Submitted by Sterling Endicott, Boston Wolfpack
The Boston Wolfpack competed in the 2017 World Masters Games in Auckland, New Zealand. The WMGs attracted over 28,000 athletes that competed in 28 sports and 45 disciplines. The World Masters Games is the world’s largest multi-sport event. Held every four years, it is the pinnacle sporting event for masters competitors worldwide. In supporting the Olympic Games ethos of ‘sport for all’, the goal of the World Masters Games is to encourage participation in sport throughout life. Competition and camaraderie are equally celebrated.
Every four years, the International Masters Games Association, the representative body of masters sport worldwide, grants to one city the rights to host the next Games. The first ever Games were held in Toronto, Canada in 1985. Since then seven other cities have embraced the global event including Sydney in 2009 and Torino in 2013. The next Games are in 2021 in Kansai, Japan.
The baseball was broken up into five classes: 35+ Competitive (4 teams), 35+ Recreation (5 teams) , 45+ Competitive (2 teams),45+ Recreation (3 teams) and 55+ Open (2 teams) The teams were from Australia, Japan, New Zealand, South Africa and America. The Wolfpack entered the 45+ Competitive class and due to the team numbers, qualified for the Gold Medal game before the games started.
The New Zealand Baseball Association did an awesome job running the tournament, which stretched 10 days and was held on two diamonds at Lloyds Elsmore Park. The games were seven innings or two hours with one game a day leaving plenty of time to enjoy Auckland and mingling with other athletes. After a 21-hour flight, the Wolfpack lost their first game to the Sydney Deadstars 2-1 due to sloppy defense and lethargic bats. The Deadstars’ ace David Rosser pitched well and this preview foretold a great Gold Medal Game.
The Opening Ceremonies followed at the All Blacks Rugby Stadium and over the next six days the Pack mopped up the competition, including defeating the Deadstars twice. They got in plenty of New Zealand culture. Led by team member James Marcum, a Maori – the indigenous people of New Zealand, the Pack took several excursions, spending one night sleeping in a Marae, the sacred meeting place of the Maori and cooking a traditional dinner on hot rocks buried underground. They took hikes up dormant volcanos and through sheep and cow pastures, where they interacted with local Kiwis or other Masters’ athletes from around the World.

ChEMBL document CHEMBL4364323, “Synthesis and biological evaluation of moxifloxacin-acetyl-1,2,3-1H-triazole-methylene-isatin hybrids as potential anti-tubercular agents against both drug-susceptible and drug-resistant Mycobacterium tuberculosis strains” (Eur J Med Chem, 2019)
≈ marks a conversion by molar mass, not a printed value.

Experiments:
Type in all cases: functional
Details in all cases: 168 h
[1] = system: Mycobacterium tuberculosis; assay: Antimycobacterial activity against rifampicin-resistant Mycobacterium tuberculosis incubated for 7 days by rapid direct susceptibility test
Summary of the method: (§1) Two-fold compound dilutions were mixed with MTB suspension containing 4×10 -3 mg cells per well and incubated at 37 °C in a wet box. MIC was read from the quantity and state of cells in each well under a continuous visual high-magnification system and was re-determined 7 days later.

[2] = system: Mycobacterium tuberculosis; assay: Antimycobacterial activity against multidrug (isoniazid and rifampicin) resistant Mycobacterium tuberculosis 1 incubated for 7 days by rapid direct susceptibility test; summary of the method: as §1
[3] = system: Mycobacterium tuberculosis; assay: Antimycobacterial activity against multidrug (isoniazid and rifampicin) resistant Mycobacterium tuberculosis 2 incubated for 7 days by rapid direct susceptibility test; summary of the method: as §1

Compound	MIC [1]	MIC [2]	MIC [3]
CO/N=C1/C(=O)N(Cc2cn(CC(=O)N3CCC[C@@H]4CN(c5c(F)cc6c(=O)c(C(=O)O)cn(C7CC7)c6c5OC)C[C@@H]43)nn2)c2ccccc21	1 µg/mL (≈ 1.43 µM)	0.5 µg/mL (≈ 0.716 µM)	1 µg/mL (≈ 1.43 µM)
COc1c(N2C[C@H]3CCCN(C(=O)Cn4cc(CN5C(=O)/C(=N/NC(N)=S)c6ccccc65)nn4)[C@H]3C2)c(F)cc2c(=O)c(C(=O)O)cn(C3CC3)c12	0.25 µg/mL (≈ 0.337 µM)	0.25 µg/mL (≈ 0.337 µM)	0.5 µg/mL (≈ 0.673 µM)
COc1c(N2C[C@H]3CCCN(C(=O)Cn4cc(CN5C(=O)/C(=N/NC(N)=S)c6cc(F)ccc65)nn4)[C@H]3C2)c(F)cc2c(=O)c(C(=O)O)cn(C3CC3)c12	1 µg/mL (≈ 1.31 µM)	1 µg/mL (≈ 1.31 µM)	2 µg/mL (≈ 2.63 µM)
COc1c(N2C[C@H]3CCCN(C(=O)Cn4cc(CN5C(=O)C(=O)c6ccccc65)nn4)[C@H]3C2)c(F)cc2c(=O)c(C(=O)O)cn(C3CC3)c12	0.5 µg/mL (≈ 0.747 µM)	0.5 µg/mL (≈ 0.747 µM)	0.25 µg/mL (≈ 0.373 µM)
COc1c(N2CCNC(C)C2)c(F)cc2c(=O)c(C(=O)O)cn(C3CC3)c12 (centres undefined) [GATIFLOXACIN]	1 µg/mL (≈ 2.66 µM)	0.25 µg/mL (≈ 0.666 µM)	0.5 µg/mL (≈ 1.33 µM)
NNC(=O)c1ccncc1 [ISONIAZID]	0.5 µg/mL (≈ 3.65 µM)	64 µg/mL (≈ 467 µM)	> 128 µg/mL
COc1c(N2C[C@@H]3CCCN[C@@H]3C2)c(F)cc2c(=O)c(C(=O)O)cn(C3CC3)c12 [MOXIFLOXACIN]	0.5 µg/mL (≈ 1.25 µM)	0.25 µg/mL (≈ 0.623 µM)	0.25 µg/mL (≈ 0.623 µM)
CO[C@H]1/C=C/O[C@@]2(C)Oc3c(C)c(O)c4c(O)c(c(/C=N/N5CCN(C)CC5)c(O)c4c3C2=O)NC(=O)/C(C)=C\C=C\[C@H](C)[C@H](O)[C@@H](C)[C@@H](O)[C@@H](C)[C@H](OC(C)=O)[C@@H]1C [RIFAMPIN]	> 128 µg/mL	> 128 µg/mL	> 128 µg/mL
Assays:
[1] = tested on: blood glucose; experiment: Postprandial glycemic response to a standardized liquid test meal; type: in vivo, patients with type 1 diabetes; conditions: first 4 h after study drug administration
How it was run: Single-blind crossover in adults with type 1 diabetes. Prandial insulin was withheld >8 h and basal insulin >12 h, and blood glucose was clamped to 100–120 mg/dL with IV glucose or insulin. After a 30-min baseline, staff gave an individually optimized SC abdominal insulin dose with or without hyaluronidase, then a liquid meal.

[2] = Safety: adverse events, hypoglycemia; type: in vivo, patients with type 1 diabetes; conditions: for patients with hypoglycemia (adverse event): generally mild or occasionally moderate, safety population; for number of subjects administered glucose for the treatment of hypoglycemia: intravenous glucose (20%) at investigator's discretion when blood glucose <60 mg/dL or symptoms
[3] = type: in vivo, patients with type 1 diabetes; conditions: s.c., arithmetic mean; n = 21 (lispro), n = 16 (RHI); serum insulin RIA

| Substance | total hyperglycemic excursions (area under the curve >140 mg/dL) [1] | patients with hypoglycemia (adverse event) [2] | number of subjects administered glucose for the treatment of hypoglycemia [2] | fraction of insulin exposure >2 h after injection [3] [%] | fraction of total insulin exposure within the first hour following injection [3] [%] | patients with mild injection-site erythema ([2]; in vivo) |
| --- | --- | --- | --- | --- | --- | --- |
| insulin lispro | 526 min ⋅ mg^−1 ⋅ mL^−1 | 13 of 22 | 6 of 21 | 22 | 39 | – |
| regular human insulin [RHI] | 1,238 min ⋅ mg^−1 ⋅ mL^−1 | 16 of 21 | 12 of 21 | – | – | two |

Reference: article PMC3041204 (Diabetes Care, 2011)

With a storm forecast for the weekend, the Medal games were moved up to Friday. In the Gold Medal Game it was a rematch of Rosser and Edgardo Mercado of the Wolfpack. The Pack jumped ahead with three runs in the first on singles by Dave Benedict and Eddie Fuller and a double by Jose Delgado. Russ Ward plated Delgado with a single and that was all Prosser was to let up the rest of the day. The Deadstars got one back in the second and one in the third and after a lead-off single in the fourth, Dave Benedict replaced Mercado and held off Sydney the rest of the way to earn the 3-2 win.
After a weekend of on and off rain and the closing ceremonies, the Wolfpack hopped on a 21-hour flight back to the USA with some amazing baseball memories, spectacular experiences, and memories with teammates and friends that will last a lifetime, thanks to baseball. “God willing, we will be healthy enough in four years to compete in the 2021 World Masters Games in Japan,” said manager Steve Wolf.